Last week, the New Orleans Police Department announced a new homeless policy that immediately positioned the NOPD as a national leader on this issue. "This puts the New Orleans Police Department at the head of the class," says Philip Mangano, executive director of the U.S. Interagency Council on Homelessness and the person who oversees the homeless-related activities of 18 cabinet-level federal agencies.
The new policy -- which aims to help homeless people rather than arrest them -- is a collaborative effort between Unity for the Homeless and Eighth District NOPD Capt. Louis Dabdoub, whose officers deal with many of the city's homeless as they patrol the French Quarter and the Central Business District. The NOPD will apply the new policy to all homeless people, with a special emphasis on the "chronically homeless" -- unaccompanied individuals, most of them men, who have mental or physical disabilities and who have been homeless for more than a year. Unity's counts show that about 1,400 chronically homeless people currently live in New Orleans. The ultimate goal is to move many chronically homeless people off the streets and into places of their own.
"It's an innovative approach that enlists the police as partners in ending homelessness," says Unity executive director Martha Kegel. "In the old system, some officers thought they were helping homeless people by putting a roof over their heads for the night." In truth, jail time can be a major setback. Homeless people emerge from Orleans Parish Prison (OPP) worse for the experience, often having spent time without anti-psychotic medication. They also might have lost jobs, food stamps and even their SSI (Social Security Income) benefits, which can take a year to get back. "The punitive approach just doesn't work," Mangano says. "You hide the problem for 30, 60, or 90 days of temporary incarceration and then they're back on the street, often worse off."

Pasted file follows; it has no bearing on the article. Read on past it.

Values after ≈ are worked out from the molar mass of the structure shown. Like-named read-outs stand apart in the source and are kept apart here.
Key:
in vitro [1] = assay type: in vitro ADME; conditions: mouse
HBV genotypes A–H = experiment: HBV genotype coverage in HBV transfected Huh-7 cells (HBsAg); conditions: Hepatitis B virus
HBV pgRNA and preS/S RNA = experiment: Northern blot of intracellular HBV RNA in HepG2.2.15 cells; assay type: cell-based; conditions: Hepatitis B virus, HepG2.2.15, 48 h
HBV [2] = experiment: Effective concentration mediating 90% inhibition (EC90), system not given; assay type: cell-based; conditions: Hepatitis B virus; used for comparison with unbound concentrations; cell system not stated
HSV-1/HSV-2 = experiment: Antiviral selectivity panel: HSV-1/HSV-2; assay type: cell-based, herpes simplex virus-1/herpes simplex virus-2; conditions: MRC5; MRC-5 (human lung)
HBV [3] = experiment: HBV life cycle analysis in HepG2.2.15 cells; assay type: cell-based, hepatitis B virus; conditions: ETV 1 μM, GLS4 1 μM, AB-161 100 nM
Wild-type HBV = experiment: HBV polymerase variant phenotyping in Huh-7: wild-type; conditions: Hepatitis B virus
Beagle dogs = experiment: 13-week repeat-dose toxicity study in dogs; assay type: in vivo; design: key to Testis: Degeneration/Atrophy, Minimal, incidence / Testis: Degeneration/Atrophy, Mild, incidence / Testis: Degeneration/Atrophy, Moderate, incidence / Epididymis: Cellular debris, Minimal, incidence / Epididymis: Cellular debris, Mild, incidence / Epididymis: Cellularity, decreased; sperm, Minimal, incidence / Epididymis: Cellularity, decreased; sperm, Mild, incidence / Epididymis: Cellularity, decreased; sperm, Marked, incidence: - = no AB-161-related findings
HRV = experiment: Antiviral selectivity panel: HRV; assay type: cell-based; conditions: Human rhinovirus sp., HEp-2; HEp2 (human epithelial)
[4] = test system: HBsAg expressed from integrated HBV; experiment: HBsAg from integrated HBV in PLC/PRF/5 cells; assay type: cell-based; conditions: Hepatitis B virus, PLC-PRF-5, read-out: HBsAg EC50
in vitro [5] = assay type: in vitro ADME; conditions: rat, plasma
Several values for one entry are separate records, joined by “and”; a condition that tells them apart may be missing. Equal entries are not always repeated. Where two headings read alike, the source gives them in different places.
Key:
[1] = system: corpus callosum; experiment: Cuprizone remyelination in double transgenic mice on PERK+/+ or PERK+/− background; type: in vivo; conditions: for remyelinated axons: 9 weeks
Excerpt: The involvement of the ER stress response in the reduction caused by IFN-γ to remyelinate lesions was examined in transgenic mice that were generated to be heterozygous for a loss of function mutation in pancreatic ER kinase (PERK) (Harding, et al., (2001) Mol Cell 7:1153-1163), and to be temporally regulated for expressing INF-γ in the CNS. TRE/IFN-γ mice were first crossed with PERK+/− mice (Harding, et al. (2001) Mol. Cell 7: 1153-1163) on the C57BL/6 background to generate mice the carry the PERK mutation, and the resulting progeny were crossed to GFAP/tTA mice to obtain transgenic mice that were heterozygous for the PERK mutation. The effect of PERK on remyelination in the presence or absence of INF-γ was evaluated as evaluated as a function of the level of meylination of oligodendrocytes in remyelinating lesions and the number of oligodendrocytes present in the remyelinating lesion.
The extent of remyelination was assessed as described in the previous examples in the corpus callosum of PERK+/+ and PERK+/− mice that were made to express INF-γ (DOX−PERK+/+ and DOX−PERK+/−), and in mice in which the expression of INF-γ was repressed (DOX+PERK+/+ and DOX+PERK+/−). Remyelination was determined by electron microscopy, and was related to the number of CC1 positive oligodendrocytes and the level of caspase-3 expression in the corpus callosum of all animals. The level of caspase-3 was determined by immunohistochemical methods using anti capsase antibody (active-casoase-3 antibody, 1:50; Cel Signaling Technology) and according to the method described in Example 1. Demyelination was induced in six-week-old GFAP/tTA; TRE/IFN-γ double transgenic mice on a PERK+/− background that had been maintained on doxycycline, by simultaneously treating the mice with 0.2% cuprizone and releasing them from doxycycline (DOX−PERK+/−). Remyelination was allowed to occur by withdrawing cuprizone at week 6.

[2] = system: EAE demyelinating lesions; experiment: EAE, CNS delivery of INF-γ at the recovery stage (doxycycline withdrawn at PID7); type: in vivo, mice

Since the French Quarter cleanup began in the summer of 2002, police have arrested scores of homeless people for charges such as public drunkenness or obstructing a public passage. A typical Municipal Court sentence for such a charge can range from 10 to 90 days, for which Orleans Parish Prison would bill the City of New Orleans $278 to $2,438, respectively.
Under the new NOPD policy, when officers encounter a homeless person, they can -- instead of arresting them -- call for a marked NOPD "mobile assistance unit" purchased by the New Orleans Police Foundation, thanks to a $30,000 grant from Baptist Community Ministries. U.S. Sen. Mary Landrieu also secured a $249,000 Economic Development Initiative grant so Unity could launch the program, hire two caseworkers, and improve and expand the New Orleans Mission. Loyola University criminologist Dee Wood Harper will lead a van staffed with social-work students and volunteers, who will help homeless people with their immediate concerns and then guide them to a shelter, hospital, or substance abuse program.
On Jackson Square last week, squad cars were still pulling through early in the morning and arresting people who had nodded off to sleep on the metal benches. A few of the Square's core group of homeless people had read about the new policy and were heartened. But they were concerned that police officers might now hand out more citations or force them to go to a shelter. Mangano says that the approach can't be forcible but rather must "woo them to come in." Dabdoub agrees, saying his first priority is earning trust on both sides. He predicts that in a year officers, residents and the homeless will see marked changes.
The plan will require not only officer training but also a complete change in mindset. Dabdoub has successfully overseen such a task before, when his former station, the Second District, implemented a model program for domestic violence response. We hope the homeless program will be equally successful. However, one aspect -- a plan to build a new residential homeless shelter within the next three years -- should be reconsidered. Research has shown overwhelmingly that permanent "supportive housing" -- apartments with regular visits by clinically trained mental-health teams -- is more cost-effective than temporary shelters. In other cities, such efforts have seen a 90 percent retention rate. The Louisiana Public Health Institute already has the support teams in place, through a private grant, and can handle about 50 clients at a time. But they have no housing.
There is no doubt that the decreased arrests will considerably lighten the city's jail-related costs. The city should now, with the guidance of Unity and the help of the philanthropic community, make a solid investment in housing. Similar investments in Philadelphia cut the street-homeless population by more than 75 percent in five years. Taking these people off the streets is the right thing to do for our tourism industry and for French Quarter and CBD residents. Above all, it's the right thing to do for the chronically homeless people of New Orleans.